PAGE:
Laura Marling On Maya Angelou And Arming A Younger Generation Of Women

Apr 11, 2020
Originally published on April 11, 2020 6:06 pm

British singer-songwriter Laura Marling was just 18 years old when she released her debut album Alas, I Cannot Swim in 2008. Over the past 12 years, she's been nominated three times for Britain's prestigious Mercury Prize, moved from the U.K. to Los Angeles and back again, and has recently begun coursework for a masters degree in psychoanalysis.

On Friday, Marling released her seventh studio album; it's called Song For Our Daughter, and it was originally supposed to come out late this summer before stay-at-home orders were issued in several states. "In light of the change to all our circumstances, I saw no reason to hold back on something that, at the very least, might entertain, and at its best, provide some sense of union," she said in a statement issued last week. "An album, stripped of everything that modernity and ownership does to it, is essentially a piece of me, and I'd like for you to have it."

Laura Marling spoke to us recently from her home in London and about the idea of a maternal lineage, rewriting the ideas and tropes that she's absorbed from mainstream culture and what music does best in times of trouble. Listen to the radio version in the audio player above and read on for highlights of the interview.

YouTube


Interview Highlights

On the album's title and making art for a younger version of herself

The title comes from the central song on the album and it's likely somewhat an homage to Letter to My Daughter, the Maya Angelou book, which is a series of essays to a fictional daughter, or to a kind of a wide, broad idea of a daughter; a younger generation of women. And I wrote that song [the title track] with that sort of thought in mind — I'm not, myself, a mother but the idea of a maternal lineage.

That song was written thinking about how I would have armed myself, a younger version of myself, against some of the experiences, or the accumulation of experiences that one accrues as a young woman in the world. It's fairly on the nose, I suppose, in some respects. I started my career when I was 16, so I'm now in the position at 30 where I can see people of the ages of 16 to 21 and see how incredibly young they are in the most brilliant, vibrant way, and realize that I was so young. And what an incredibly difficult thing it is to be young and to make lots of very important decisions. So that is just a product of the time of life that I am at.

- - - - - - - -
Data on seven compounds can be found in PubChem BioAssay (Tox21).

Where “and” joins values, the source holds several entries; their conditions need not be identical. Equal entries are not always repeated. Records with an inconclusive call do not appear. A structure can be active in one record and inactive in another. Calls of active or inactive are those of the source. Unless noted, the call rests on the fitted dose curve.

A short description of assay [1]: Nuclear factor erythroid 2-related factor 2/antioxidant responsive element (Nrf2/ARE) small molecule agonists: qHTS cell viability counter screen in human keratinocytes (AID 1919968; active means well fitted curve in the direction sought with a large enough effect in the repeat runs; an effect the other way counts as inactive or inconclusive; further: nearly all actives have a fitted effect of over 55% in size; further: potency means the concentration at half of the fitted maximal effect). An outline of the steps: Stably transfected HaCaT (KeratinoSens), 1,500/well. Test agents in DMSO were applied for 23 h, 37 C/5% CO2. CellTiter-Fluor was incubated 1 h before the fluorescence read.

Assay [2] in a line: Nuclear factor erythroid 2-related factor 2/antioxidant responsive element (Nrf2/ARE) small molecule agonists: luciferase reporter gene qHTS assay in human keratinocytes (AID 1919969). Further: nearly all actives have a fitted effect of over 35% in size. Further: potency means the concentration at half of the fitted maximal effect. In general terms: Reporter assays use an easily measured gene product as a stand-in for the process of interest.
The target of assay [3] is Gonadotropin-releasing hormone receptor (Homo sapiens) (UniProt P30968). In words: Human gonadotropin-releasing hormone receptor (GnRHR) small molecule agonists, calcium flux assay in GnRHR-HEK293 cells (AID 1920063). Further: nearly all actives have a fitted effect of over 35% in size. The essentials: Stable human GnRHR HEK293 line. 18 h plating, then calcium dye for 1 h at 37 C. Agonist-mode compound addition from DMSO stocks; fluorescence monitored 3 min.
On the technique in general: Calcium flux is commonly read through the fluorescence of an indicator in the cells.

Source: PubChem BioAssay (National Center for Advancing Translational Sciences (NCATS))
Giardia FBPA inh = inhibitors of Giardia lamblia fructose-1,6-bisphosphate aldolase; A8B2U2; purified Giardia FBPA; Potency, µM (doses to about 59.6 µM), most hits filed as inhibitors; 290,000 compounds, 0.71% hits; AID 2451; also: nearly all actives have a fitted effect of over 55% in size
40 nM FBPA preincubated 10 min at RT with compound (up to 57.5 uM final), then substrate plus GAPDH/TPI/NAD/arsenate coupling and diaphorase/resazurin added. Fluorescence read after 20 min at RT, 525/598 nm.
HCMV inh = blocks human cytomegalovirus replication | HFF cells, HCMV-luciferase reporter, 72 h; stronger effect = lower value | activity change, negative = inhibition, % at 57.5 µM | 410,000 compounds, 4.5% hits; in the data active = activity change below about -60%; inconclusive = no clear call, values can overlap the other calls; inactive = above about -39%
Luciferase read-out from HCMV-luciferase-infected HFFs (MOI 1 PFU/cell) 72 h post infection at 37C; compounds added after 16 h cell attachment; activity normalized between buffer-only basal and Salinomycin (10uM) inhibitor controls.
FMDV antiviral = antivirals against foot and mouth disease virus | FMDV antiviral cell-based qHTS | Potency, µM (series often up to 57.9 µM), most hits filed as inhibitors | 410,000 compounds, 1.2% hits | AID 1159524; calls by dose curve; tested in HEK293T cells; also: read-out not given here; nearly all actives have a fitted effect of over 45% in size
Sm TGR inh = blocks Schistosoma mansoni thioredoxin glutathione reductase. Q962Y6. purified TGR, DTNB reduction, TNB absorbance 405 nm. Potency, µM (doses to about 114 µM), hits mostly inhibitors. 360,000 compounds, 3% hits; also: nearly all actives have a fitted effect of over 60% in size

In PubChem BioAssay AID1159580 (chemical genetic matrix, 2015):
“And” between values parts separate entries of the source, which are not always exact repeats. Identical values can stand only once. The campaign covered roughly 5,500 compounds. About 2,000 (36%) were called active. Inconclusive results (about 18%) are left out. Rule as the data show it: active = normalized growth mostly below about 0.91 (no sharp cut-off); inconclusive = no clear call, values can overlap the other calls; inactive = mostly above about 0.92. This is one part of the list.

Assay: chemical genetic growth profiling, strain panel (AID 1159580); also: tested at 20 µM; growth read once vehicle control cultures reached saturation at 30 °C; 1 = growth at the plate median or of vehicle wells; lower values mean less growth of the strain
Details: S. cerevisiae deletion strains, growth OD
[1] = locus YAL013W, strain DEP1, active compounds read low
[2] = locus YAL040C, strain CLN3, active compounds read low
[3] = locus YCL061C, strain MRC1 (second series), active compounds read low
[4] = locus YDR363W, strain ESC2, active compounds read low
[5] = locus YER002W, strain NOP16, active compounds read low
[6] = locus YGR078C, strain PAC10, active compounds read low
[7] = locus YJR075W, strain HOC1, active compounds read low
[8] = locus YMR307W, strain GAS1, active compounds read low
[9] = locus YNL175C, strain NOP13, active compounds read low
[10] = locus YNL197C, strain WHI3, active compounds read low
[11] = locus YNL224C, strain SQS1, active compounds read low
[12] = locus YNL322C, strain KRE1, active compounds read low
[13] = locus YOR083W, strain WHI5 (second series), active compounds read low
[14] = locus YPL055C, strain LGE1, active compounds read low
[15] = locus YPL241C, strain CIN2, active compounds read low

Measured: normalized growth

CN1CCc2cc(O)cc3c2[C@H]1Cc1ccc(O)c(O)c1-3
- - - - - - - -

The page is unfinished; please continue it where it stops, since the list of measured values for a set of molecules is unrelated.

On her personal and artistic evolution

When I think about how I might have evolved as an artist, it's quite a difficult thing for me to see because I'm on the inside of it, so I see it all very slowly. But, if I think about how my songwriting has changed, or how I might have changed as a person over that time — which is obviously a huge amount of time — I think my interest has always been in inhabiting this character in the songwriting, always inhabiting this character of a kind of forsaken, hardworking woman. And I've tried to consider why it might be that I have adopted this character, because it's not my experience of life, necessarily.

YouTube

I think as I've gotten older ... I've learned more about how culture and yourself, all these areas from which you inherit ideas and patterns, can be harnessed and taken control of; and you can make your own version of them. You can "control the narrative," as they say now. And that opens up a whole different world full of different perspectives. So I think I've changed my character direction in the songwriting, in a slightly more self-empowered way.

On what she hopes listeners take away from the album during the current global crisis

My experience of hearing what people say to me about what they hear in my albums is that they hear something uncanny, something that's nearly them but not quite, but it makes them feel understood. This album doesn't offer anything relevant to the time we're living in right now, this really unforeseen time, but I think there's something really wonderful about the united feeling of feeling understood and seen. So I think it could offer that.

NPR's Gemma Watters and Tinbete Ermyas produced and edited the audio of this interview for broadcast. Cyrena Touros and editorial intern Jon Lewis adapted it for the Web.

Copyright 2020 NPR. To see more, visit https://www.npr.org.

TOM GJELTEN, HOST:

And finally today, British singer-songwriter Laura Marling, who was just 18 years old when she released her 2008 debut album, "Alas, I Cannot Swim."